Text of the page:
Tuesday, October 21, 2014

Penticton Western News: Afro-Brazilian Celso 'Machado brings magic of the rainforest to showcase'

Celso Machado (b. 1953) is an Afro-Brazilian classical guitarist and composer who makes his home in Canada. His website is: http://www.CelsoMachado.com. He is also featured at AfriClassical.com.

Penticton, British Columbia, Canada

October 21, 2014

by Dale Boyd

The sound of the Brazilian rainforest is making its way to Penticton.

Celso Machado will be performing his unique musical showcase of Brazilian Music and Sounds of the Rainforest on Oct. 26 at the Cleland Theatre put on by Children’s Showcase.

Originally from Brazil, the four-time Juno nominee currently resides in Gibsons after moving to Canada a decade ago.

His musical base lies in classical guitar, but he brings a vast array of instruments to his performance. His set list acts like a bonafide musical tour of the world including pieces featuring Middle Eastern flute called a nay (or ney in some countries), a ngoni which is the great grandfather of the banjo originating from West Africa, as well as a 22-string African harp called a kora — which is so fragile he can’t take it with him on flights.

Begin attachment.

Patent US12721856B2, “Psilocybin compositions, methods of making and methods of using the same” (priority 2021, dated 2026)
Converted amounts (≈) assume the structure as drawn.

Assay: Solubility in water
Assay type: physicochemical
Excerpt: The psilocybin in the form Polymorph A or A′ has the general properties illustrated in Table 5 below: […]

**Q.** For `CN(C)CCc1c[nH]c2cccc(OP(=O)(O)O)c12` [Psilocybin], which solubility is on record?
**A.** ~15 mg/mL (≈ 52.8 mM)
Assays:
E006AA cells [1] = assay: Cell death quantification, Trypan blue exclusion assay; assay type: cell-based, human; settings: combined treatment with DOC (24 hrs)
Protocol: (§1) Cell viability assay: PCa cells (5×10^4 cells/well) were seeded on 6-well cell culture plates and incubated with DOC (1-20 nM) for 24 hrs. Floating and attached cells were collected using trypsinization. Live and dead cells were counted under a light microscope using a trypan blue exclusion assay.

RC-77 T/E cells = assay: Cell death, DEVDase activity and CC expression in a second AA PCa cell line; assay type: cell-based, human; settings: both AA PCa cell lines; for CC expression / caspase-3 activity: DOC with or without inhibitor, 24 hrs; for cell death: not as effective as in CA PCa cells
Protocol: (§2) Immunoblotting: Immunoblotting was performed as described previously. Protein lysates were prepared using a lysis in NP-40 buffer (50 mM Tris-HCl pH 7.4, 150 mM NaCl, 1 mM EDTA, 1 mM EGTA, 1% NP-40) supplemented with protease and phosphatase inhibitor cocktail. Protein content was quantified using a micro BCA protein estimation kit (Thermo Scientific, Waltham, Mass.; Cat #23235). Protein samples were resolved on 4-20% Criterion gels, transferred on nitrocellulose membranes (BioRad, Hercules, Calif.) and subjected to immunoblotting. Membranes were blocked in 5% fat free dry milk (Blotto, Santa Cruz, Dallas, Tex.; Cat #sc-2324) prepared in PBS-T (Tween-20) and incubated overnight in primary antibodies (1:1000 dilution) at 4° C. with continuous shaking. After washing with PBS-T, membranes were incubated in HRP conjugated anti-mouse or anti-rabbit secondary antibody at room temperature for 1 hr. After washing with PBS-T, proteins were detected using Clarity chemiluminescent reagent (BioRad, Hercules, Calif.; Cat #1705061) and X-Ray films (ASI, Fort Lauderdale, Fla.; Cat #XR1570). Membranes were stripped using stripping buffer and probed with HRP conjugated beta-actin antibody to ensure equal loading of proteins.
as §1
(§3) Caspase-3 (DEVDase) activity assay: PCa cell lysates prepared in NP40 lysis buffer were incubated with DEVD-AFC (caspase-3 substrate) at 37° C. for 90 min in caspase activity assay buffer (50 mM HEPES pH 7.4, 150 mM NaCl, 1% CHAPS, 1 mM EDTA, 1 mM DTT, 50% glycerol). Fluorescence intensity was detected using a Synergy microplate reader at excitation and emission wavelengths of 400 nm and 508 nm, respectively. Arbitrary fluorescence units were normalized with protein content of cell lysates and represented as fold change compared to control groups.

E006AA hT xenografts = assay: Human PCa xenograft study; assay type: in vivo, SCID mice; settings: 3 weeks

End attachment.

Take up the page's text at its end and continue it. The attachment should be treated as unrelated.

Alongside his instrumental range, Machado also produces soundscapes including birds, animals, rain and thunderstorms, all done without any pre-recorded accompaniment.

“It’s all done live with different sounds, there’s actually nothing recorded it’s all live,” Machado said.
The thunderstorm is a particularly challenging sound both to perform and prepare.

“You never stop to take a breath you keep on blowing in to the microphone continuously. It can go for five or 10 minutes nonstop.”

Machado says he has to assure concert technicians that the microphones are the right type and in the right position.

“They get really surprised when I show them the position I want the microphone in. They say it’s not going to work, so that has been a challenge for me,” Machado laughed.

Perhaps the most interesting of his many instruments is a one-of-a-kind porous rock he found on a beach, which he blows in to to make a unique sound.

“Sometimes the kids ask what my favourite instrument is and I tell them my favourite one is this particular rock because i found it on a beach. Nobody can claim any copyrights on that.”

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